Colon non tumor
Non-neoplastic, non-congenital lesions
Infarcted epiploic appendages

Author: Raul S. Gonzalez, M.D. (see Authors page)

Revised: 9 January 2017, last major update September 2013

Copyright: (c) 2003-2017,, Inc.

PubMed Search: infarcted epiploic appendages
Cite this page: Infarcted epiploic appendages. website. Accessed March 22nd, 2018.
Definition / general
  • Infarction and subsequent fat necrosis of epiploic appendages (fat containing pouches of colonic peritoneum) that may remain attached or autoamputate and lie loose in the peritoneum
  • Epiploic appendagitis: inflammation but not infarction of appendages
  • Unattached infarcted appendages are known as "peritoneal loose bodies" or "peritoneal mice" (J Clin Gastroenterol 2006;40:427)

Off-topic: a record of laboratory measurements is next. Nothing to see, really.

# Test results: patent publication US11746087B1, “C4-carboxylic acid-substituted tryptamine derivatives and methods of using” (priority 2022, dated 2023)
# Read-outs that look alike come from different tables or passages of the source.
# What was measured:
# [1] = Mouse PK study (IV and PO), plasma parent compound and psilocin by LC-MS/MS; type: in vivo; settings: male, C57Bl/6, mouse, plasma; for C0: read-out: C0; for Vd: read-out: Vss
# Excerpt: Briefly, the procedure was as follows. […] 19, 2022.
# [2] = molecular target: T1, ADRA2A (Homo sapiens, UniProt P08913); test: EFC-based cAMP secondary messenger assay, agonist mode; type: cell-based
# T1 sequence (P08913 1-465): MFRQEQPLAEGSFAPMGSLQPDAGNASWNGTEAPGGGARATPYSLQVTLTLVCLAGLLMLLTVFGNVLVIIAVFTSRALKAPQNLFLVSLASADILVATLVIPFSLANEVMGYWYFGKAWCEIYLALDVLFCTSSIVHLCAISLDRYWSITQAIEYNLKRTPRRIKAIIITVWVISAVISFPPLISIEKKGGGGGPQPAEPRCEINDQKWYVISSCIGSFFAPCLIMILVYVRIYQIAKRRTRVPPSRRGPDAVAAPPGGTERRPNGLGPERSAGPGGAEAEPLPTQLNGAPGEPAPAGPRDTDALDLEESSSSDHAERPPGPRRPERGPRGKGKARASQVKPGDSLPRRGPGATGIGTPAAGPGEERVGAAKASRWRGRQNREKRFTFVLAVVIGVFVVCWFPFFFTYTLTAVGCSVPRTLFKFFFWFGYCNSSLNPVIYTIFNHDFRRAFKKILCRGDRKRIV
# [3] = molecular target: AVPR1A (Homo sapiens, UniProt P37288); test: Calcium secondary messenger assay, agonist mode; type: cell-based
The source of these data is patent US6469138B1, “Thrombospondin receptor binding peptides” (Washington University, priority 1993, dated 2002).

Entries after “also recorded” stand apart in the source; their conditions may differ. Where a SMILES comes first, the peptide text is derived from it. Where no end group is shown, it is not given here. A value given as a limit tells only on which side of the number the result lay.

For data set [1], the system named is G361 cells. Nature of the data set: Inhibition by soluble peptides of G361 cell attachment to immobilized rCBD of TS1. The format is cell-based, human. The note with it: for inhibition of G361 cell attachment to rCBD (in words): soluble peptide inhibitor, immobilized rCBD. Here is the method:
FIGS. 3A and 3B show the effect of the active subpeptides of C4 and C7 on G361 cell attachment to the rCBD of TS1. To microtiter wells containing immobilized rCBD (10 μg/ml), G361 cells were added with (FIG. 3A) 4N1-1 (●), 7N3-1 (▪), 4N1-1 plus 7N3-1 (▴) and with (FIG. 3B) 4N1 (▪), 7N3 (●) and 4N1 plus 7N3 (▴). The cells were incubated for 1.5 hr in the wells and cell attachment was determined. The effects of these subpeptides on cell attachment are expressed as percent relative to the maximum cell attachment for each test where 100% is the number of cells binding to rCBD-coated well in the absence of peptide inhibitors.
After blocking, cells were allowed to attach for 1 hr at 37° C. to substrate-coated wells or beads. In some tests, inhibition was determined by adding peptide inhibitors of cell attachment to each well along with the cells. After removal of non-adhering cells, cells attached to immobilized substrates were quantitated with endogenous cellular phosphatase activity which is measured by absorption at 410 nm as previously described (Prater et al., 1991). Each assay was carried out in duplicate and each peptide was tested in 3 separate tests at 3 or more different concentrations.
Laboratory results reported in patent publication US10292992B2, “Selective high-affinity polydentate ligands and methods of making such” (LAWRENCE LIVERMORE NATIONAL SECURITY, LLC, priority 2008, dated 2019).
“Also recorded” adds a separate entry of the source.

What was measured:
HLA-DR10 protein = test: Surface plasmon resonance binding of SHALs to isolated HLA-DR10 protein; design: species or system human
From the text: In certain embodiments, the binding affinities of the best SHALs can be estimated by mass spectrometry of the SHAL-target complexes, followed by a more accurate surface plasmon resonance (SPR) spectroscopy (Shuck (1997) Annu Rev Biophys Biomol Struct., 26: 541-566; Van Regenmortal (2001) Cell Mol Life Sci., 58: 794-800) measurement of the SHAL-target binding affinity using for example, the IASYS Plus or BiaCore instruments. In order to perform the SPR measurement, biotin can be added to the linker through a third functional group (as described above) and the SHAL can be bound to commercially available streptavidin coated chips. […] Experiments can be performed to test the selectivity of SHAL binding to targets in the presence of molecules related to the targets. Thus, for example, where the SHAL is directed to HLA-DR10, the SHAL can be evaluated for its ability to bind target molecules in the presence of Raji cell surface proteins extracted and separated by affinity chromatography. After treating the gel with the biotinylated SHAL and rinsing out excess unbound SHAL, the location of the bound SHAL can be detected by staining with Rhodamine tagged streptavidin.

• Epiploic appendages are chiefly on transverse and sigmoid colon
  • Can occur on appendix (S D Med 2006;59:511)
Clinical features
  • Laparoscopy
Radiology description
Case reports
Clinical images

Images hosted on other servers:

Central calcified oval mass in the pelvis

Pelvic mass

Gross description
  • Firm, gray-white nodules that may resemble metastatic tumor
  • Loose bodies can resemble an egg
Gross images

Images hosted on other servers:

Egg shaped mass

Giant loose peritoneal body

Giant loose body attached to omentum

Round pelvic mass

Central calcifications and a distinct fat plane

Macrograph of giant loose body

Microscopic (histologic) description
  • Central infarcted adipose tissue with peripheral fat necrosis and calcification, surrounded by thick, inflamed fibrotic tissue
Microscopic (histologic) images

Images hosted on other servers:

Low power view showing rounded contour

Central fat necrosis

Circumferential fibrous tissue

Additional references